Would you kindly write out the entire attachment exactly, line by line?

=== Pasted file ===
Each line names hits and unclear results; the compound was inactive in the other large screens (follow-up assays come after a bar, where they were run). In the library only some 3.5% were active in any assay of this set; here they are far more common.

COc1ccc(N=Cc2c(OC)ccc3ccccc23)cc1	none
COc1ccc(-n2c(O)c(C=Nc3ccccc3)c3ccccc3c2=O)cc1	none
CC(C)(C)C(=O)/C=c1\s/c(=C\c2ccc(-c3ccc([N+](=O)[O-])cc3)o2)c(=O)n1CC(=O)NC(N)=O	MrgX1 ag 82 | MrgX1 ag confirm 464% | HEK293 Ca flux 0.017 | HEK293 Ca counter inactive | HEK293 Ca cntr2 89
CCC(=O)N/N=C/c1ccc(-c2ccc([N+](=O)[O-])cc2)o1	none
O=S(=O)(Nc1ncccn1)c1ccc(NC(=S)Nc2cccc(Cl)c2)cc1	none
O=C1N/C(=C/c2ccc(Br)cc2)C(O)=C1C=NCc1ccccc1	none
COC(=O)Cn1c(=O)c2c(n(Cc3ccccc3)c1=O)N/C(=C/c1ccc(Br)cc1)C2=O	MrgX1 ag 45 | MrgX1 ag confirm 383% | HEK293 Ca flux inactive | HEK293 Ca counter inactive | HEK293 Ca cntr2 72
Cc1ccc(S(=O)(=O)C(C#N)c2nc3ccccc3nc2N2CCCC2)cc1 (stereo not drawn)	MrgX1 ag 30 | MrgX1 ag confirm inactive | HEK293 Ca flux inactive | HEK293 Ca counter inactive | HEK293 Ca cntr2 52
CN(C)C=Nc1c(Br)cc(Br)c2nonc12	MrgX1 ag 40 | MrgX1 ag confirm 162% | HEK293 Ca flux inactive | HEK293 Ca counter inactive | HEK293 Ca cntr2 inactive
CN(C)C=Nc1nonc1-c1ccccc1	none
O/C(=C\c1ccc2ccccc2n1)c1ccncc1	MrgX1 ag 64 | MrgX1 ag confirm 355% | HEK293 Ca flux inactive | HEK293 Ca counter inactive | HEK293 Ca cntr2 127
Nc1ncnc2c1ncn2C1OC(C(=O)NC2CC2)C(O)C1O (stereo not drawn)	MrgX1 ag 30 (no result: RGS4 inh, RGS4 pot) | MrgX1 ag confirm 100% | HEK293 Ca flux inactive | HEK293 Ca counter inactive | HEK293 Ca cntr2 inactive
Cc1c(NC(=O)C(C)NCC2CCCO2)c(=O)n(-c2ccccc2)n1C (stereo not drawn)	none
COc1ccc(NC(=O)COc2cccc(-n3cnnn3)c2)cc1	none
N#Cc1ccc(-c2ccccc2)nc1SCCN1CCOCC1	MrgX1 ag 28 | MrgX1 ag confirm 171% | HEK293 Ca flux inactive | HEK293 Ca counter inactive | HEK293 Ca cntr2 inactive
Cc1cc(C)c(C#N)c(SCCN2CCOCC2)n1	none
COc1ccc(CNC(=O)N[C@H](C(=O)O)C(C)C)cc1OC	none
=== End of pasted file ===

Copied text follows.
Each line names hits and unclear results; the compound was inactive in the other large screens (follow-up assays come after a bar, where they were run). In the library only some 3.5% were active in any assay of this set; here they are far more common.

COc1ccc(N=Cc2c(OC)ccc3ccccc23)cc1	none
COc1ccc(-n2c(O)c(C=Nc3ccccc3)c3ccccc3c2=O)cc1	none
CC(C)(C)C(=O)/C=c1\s/c(=C\c2ccc(-c3ccc([N+](=O)[O-])cc3)o2)c(=O)n1CC(=O)NC(N)=O	MrgX1 ag 82 | MrgX1 ag confirm 464% | HEK293 Ca flux 0.017 | HEK293 Ca counter inactive | HEK293 Ca cntr2 89
CCC(=O)N/N=C/c1ccc(-c2ccc([N+](=O)[O-])cc2)o1	none
O=S(=O)(Nc1ncccn1)c1ccc(NC(=S)Nc2cccc(Cl)c2)cc1	none
O=C1N/C(=C/c2ccc(Br)cc2)C(O)=C1C=NCc1ccccc1	none
COC(=O)Cn1c(=O)c2c(n(Cc3ccccc3)c1=O)N/C(=C/c1ccc(Br)cc1)C2=O	MrgX1 ag 45 | MrgX1 ag confirm 383% | HEK293 Ca flux inactive | HEK293 Ca counter inactive | HEK293 Ca cntr2 72
Cc1ccc(S(=O)(=O)C(C#N)c2nc3ccccc3nc2N2CCCC2)cc1 (stereo not drawn)	MrgX1 ag 30 | MrgX1 ag confirm inactive | HEK293 Ca flux inactive | HEK293 Ca counter inactive | HEK293 Ca cntr2 52
CN(C)C=Nc1c(Br)cc(Br)c2nonc12	MrgX1 ag 40 | MrgX1 ag confirm 162% | HEK293 Ca flux inactive | HEK293 Ca counter inactive | HEK293 Ca cntr2 inactive
CN(C)C=Nc1nonc1-c1ccccc1	none
O/C(=C\c1ccc2ccccc2n1)c1ccncc1	MrgX1 ag 64 | MrgX1 ag confirm 355% | HEK293 Ca flux inactive | HEK293 Ca counter inactive | HEK293 Ca cntr2 127
Nc1ncnc2c1ncn2C1OC(C(=O)NC2CC2)C(O)C1O (stereo not drawn)	MrgX1 ag 30 (no result: RGS4 inh, RGS4 pot) | MrgX1 ag confirm 100% | HEK293 Ca flux inactive | HEK293 Ca counter inactive | HEK293 Ca cntr2 inactive
Cc1c(NC(=O)C(C)NCC2CCCO2)c(=O)n(-c2ccccc2)n1C (stereo not drawn)	none
COc1ccc(NC(=O)COc2cccc(-n3cnnn3)c2)cc1	none
N#Cc1ccc(-c2ccccc2)nc1SCCN1CCOCC1	MrgX1 ag 28 | MrgX1 ag confirm 171% | HEK293 Ca flux inactive | HEK293 Ca counter inactive | HEK293 Ca cntr2 inactive
Cc1cc(C)c(C#N)c(SCCN2CCOCC2)n1	none
COc1ccc(CNC(=O)N[C@H](C(=O)O)C(C)C)cc1OC	none